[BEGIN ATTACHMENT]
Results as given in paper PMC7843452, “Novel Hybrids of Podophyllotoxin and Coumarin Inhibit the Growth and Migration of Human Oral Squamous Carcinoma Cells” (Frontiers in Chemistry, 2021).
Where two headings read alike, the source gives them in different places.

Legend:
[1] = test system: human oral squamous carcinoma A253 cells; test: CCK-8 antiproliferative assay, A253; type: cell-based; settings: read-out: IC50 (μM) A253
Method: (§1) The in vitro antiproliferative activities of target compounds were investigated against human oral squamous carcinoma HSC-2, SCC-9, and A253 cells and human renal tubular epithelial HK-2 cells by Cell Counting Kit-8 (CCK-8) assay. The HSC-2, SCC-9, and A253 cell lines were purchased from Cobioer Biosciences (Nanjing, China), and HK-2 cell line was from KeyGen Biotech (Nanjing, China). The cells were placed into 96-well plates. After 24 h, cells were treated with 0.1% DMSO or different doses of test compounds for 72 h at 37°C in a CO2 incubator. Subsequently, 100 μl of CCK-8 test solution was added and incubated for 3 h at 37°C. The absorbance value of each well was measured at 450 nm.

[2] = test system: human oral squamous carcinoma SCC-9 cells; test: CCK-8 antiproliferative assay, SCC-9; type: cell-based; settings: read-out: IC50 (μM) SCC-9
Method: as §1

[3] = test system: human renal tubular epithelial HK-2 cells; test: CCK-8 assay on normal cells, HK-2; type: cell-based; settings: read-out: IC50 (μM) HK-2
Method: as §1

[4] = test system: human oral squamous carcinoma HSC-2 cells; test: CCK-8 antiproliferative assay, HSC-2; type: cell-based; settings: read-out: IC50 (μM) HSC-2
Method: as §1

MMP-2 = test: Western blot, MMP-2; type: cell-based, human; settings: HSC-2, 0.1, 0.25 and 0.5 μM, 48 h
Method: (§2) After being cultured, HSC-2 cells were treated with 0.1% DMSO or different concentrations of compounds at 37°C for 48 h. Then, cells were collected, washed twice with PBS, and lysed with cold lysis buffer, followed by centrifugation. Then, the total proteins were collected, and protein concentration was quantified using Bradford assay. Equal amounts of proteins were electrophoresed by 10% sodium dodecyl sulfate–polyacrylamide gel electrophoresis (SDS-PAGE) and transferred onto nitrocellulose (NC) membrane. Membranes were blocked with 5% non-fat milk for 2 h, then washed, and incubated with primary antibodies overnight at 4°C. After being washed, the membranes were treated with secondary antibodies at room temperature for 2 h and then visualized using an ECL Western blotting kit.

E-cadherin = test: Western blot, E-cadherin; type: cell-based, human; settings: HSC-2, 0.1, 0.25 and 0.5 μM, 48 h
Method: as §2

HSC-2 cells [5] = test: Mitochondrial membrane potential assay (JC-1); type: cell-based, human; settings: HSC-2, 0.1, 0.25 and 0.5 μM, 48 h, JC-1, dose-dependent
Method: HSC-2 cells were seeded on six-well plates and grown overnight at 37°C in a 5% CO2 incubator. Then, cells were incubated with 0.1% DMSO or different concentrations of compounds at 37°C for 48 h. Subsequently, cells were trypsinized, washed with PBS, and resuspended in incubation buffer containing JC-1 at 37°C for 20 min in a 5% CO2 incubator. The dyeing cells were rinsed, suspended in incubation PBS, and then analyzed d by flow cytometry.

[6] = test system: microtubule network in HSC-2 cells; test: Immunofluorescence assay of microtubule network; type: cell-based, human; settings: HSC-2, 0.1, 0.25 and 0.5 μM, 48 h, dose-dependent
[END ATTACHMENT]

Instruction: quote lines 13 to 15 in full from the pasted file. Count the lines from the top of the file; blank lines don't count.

Method: (§2) After being cultured, HSC-2 cells were treated with 0.1% DMSO or different concentrations of compounds at 37°C for 48 h. Then, cells were collected, washed twice with PBS, and lysed with cold lysis buffer, followed by centrifugation. Then, the total proteins were collected, and protein concentration was quantified using Bradford assay. Equal amounts of proteins were electrophoresed by 10% sodium dodecyl sulfate–polyacrylamide gel electrophoresis (SDS-PAGE) and transferred onto nitrocellulose (NC) membrane. Membranes were blocked with 5% non-fat milk for 2 h, then washed, and incubated with primary antibodies overnight at 4°C. After being washed, the membranes were treated with secondary antibodies at room temperature for 2 h and then visualized using an ECL Western blotting kit.

E-cadherin = test: Western blot, E-cadherin; type: cell-based, human; settings: HSC-2, 0.1, 0.25 and 0.5 μM, 48 h
Method: as §2